Over 200,000 free cinema tickets are available to film fans this weekend (Saturday 19 and Sunday 20 June), as a thank you to National Lottery players for their vital contribution to film.
The National Lottery Cinema Weekend, in partnership with the BFI, will take place at more than 500 cinema sites across the UK, including Cineworld, Odeon, Vue and other chains and independent cinemas from Thurso to Penzance, and from Coleraine to Cardiff.
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Players can use any National Lottery ticket, instant win game or scratchcard bought online or in retail (T&Cs apply) to claim a free pair of tickets to use at participating cinemas at www.cinemaweekend.co.uk.
This National Lottery Cinema Weekend, there’s something for everyone to see: from BFI National Lottery funded independent films like After Love, starring Joanna Scanlan, and British Independent Film Awards (BIFA) winning documentary The Reason I Jump, to blockbusters like the musical In the Heights, Disney’s Cruella and horror A Quiet Place Part II, as well as BAFTA and Oscar-winning drama The Father starring Sir Anthony Hopkins.
“As someone who loves the experience of watching films with other people, I’ve missed going to the cinema massively over this past year,” says Edith Bowman, broadcaster and spokesperson for the campaign. “Once the lights go down and the film starts playing on the big screen, everything else fades and you’re immersed into the beautiful world of that particular story, the filmmaker’s vision, the characters, the music – the communal experience is escapism in its purest form and provokes such wonderful conversation. I’m so excited about this amazing initiative from The National Lottery and the BFI and really hope film fans across the UK embrace this wonderful opportunity to support their local cinema.”
Dexter Fletcher, director of films such as Eddie The Eagle and the BAFTA-nominated Elton John biopic Rocketman, received National Lottery support through the BFI earlier in his career for the Scottish musical Sunshine on Leith. Fletcher says: “I’ll always be grateful and appreciative to the BFI and the National Lottery players for the support and funding they gave to the making of Sunshine on Leith. Low-budget films are the launch pad for aspiring film makers and enable new and experimental visionaries to come through, get their start and make their mark on a larger stage. Sunshine on Leith was an important stepping stone in my own journey as a director and the BFI and National Lottery helped make that possible. “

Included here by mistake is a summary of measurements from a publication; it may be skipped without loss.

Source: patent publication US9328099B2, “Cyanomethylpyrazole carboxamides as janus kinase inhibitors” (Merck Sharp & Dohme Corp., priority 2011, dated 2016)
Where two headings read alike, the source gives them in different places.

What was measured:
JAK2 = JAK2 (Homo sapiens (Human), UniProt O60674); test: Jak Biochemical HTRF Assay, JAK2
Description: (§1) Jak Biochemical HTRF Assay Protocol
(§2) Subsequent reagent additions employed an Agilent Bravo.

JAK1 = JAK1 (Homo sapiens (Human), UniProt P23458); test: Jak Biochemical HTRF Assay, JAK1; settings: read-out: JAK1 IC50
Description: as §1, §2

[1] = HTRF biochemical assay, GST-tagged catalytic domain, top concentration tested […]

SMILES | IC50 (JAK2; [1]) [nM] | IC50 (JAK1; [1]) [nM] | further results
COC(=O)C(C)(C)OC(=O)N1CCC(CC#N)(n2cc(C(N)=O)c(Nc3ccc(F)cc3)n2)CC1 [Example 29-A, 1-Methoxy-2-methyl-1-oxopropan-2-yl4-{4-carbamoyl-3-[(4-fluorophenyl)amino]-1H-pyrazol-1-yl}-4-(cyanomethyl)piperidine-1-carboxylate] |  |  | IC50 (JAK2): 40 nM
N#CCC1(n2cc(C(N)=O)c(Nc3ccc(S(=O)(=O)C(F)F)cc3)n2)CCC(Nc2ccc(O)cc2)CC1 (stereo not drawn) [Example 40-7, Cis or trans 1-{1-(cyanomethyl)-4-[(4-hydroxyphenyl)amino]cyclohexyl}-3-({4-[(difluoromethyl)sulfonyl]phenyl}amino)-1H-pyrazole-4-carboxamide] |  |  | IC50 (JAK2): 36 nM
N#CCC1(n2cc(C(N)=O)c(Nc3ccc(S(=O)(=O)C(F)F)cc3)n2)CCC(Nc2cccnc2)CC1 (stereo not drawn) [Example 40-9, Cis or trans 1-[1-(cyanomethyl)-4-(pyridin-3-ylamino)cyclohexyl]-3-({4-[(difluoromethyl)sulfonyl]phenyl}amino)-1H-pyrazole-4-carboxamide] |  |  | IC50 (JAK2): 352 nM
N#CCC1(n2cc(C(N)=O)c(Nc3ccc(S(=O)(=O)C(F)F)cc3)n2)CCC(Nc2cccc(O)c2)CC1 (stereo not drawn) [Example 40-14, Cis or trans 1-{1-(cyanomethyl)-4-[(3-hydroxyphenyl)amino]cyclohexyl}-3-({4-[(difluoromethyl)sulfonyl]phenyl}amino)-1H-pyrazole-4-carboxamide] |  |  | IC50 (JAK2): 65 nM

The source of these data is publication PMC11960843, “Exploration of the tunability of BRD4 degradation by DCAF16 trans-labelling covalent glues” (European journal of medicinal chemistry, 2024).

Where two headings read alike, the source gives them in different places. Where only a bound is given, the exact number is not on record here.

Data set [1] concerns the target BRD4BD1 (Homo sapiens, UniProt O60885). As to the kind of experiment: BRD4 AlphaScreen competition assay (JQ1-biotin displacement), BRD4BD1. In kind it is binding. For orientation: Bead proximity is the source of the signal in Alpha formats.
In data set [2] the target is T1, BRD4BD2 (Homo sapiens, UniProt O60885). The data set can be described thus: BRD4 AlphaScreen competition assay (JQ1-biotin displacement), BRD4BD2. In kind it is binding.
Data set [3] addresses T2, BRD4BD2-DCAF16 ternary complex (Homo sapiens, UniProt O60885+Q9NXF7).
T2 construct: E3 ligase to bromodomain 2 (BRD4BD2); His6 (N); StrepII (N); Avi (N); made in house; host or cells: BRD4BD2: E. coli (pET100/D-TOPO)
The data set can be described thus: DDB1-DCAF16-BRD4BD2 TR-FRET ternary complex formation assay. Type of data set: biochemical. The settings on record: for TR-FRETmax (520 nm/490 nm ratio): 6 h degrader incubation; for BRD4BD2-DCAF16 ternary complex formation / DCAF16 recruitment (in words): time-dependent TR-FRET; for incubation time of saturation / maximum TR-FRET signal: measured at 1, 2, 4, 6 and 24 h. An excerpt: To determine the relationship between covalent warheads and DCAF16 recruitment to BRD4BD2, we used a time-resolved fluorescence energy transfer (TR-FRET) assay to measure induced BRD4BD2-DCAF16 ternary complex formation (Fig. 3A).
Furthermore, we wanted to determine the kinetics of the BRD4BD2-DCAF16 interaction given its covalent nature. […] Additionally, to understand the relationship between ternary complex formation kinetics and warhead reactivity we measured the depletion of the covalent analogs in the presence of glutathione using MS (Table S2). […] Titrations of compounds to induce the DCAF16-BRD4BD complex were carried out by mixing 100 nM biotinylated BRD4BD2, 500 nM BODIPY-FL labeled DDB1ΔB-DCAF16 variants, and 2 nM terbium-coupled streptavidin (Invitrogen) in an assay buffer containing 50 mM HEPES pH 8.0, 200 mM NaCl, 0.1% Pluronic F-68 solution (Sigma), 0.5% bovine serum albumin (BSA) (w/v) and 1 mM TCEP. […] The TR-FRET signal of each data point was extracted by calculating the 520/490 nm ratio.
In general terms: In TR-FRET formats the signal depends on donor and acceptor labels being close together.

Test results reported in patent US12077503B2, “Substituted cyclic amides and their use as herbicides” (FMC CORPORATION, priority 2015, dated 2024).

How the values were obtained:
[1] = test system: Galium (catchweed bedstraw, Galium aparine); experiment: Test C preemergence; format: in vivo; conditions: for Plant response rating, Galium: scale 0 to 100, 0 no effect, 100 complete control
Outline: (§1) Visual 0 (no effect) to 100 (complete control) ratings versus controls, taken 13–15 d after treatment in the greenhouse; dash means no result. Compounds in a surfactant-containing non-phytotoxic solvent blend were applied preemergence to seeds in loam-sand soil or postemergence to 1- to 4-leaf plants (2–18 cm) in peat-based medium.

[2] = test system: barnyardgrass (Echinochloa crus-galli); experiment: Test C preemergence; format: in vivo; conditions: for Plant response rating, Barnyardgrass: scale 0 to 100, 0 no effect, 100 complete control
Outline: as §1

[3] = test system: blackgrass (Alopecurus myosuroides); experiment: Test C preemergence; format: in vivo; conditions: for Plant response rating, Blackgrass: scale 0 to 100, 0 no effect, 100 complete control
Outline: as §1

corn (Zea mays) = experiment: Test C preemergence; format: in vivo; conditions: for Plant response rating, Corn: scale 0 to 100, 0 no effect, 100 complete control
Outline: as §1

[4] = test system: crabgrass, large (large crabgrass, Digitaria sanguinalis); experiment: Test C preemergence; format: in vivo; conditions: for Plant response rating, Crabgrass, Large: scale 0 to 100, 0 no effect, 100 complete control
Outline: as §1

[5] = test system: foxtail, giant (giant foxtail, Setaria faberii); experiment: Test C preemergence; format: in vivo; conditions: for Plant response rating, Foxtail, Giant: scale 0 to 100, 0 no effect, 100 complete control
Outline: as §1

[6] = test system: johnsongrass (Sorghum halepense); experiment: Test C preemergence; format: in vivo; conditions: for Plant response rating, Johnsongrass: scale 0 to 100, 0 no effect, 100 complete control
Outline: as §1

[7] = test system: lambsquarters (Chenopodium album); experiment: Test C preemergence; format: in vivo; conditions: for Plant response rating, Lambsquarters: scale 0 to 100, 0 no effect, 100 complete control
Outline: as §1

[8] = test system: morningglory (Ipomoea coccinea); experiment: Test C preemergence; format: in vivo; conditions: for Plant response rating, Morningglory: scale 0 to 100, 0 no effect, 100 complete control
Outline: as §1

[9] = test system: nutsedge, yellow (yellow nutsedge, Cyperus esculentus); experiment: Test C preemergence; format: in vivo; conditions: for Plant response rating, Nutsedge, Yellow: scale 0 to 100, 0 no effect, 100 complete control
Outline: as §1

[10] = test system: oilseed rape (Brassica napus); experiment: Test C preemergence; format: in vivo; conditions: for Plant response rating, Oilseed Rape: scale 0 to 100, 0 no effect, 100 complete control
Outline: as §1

Welsh director Prano-Bailey Bond has experienced the benefits of the impact of National Lottery funding directly. Prano, who makes psychological horrors, was one of the emerging filmmakers chosen to be part of a BFI professional development programme that runs alongside with the BFI London Film Festival in 2017. Her debut feature film, Censor, which was backed by the BFI and Ffilm Cymru Wales using funds from the National Lottery, will be in cinemas later this year. Prano says: “The BFI has been incredibly supportive and I couldn’t have made Censor without their support. Having watched filmmakers I hugely admire come up through the BFI, such as Lynne Ramsay (the acclaimed Scottish director of films such as Morvern Callar and We Need to Talk about Kevin) and Sarah Gavron (director of recent BAFTA winner Rocks), it’s a dream to have had this backing for my debut feature. Thank you to all National Lottery players!”
Ben Roberts, Chief Executive at the BFI, says: “Thanks to the generosity of National Lottery players we’re able to support bold filmmakers, film education and training, the cinemas that mean so much to local communities, and enable UK audiences to see a wide range of films. Over the past year so many of us have missed that special communal experience of watching film on the big screen, so what better way to say ‘thank you’ than a free trip to the cinema! ”
The National Lottery has funded the making of more than 600 films, including award-winning and commercial hits across the years such as Bend It like Beckham, The King’s Speech and, more recently, seven-time BAFTA nominee Rocks. The funded films combined have won 15 Oscars, 109 BAFTAs and 29 awards at the prestigious Cannes Film Festival.
As a result of the money raised by The National Lottery for good causes, the BFI invests over £50 million a year to develop and support authentic UK filmmakers and films, enriching independent film culture with their original voices.
The National Lottery Cinema Weekend is part of a wealth of activity in June to thank National Lottery players for contributing over £30 million each week to good causes across the UK.
Players of all National Lottery games must be aged 18 or over.
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